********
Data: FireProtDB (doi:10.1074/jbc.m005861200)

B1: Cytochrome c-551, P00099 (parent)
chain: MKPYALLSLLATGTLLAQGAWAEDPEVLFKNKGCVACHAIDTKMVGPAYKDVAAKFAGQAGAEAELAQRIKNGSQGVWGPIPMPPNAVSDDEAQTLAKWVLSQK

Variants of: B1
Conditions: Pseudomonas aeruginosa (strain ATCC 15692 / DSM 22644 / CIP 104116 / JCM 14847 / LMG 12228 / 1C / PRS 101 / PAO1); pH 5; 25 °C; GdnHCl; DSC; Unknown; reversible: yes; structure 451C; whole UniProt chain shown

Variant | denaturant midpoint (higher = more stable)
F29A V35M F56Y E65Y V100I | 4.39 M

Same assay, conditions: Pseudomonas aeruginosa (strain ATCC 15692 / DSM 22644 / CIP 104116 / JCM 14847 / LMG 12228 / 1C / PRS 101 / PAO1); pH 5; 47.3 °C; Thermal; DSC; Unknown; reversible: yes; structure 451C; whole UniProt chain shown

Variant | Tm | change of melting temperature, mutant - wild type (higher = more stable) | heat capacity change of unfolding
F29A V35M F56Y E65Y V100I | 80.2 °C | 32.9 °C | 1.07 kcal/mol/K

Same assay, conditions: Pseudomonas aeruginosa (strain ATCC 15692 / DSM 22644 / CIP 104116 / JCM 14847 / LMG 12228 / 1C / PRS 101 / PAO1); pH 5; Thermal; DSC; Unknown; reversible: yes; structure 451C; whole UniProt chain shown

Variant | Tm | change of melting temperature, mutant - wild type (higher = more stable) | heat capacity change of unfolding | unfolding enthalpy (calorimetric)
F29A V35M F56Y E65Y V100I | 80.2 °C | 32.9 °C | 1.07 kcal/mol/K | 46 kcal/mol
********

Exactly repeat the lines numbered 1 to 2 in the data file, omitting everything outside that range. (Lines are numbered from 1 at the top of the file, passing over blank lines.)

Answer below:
Data: FireProtDB (doi:10.1074/jbc.m005861200)

B1: Cytochrome c-551, P00099 (parent)